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They set up my profile and described me as a kind-hearted person, working in Toronto, born and raised in Canada, with good family values, well-liked by everyone and known to be very down-to-earth.

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I’ve told them to start looking at girls here in Canada or in the U. My friends, mostly the Indian ones, know about Shaadi, and they aren’t surprised I’m using it. But other people think it’s strange that my parents are so involved.I don’t see why it’s a big deal that they set up a matrimonial page for me.Other parents bug their children, too—they just do it in a different way.At first, I rejected everyone they sent my way because they had only selected girls who are in India.I don’t want to date someone from India; the cultural difference is too big.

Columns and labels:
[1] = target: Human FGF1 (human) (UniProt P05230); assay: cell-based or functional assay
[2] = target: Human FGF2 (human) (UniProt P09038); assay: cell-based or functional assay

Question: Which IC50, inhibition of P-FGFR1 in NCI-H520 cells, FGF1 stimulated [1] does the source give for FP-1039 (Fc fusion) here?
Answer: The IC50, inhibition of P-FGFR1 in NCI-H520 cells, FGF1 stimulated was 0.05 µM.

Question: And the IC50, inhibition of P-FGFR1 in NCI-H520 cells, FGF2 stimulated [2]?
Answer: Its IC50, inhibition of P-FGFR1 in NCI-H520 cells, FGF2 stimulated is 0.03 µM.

My parents have an idea of what kind of daughter-in-law they want—they’re Christian and they want a religious person, but religion isn’t that important to me.What’s important to me is someone who is nice and funny.and other dating sites, Shaadi contains pages and pages of users’ profile pictures, interests and hobbies.But Shaadi bills itself as a site for people who want to marry, not a hangout for promiscuous daters, and it requires that its members indicate skin complexion and religion and caste—decidedly old-fashioned ideas that have created something of an image problem.Many of its members deny they use it out of embarrassment.And yet that hasn’t diminished the site’s popularity; 24,000 of the GTA’s 684,000 South Asians now use Shaadi’s services, including parents who set up profiles for their eligible children—a computer­-age variation on the arranged marriage. They argued that if I didn’t start looking, there wouldn’t be anyone left to marry when I’m older.